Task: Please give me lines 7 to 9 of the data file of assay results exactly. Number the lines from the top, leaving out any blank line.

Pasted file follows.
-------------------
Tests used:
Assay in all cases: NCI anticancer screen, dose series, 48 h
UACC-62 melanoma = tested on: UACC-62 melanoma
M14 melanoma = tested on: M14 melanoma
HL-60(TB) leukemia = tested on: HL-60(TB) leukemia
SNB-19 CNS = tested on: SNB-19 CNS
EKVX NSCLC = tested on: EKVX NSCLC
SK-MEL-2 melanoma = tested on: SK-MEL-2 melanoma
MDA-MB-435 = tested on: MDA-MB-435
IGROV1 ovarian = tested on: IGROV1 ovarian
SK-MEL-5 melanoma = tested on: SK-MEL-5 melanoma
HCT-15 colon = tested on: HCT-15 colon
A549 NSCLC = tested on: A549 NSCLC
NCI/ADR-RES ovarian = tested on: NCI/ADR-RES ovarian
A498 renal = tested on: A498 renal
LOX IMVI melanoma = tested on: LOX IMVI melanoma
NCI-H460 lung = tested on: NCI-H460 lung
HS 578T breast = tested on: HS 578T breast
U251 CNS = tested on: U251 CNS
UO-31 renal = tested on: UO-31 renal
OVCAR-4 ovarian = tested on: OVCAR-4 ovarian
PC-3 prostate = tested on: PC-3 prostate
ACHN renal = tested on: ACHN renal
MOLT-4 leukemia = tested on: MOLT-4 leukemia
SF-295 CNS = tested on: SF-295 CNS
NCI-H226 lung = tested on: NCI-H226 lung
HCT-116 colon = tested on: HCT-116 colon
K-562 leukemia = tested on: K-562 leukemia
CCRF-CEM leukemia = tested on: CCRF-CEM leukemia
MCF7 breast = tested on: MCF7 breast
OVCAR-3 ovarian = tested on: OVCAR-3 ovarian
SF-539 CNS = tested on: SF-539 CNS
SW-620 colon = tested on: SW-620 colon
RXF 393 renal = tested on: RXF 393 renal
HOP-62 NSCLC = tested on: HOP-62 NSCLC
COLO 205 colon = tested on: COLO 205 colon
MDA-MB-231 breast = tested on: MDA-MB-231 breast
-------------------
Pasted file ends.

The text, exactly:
EKVX NSCLC = tested on: EKVX NSCLC
SK-MEL-2 melanoma = tested on: SK-MEL-2 melanoma
MDA-MB-435 = tested on: MDA-MB-435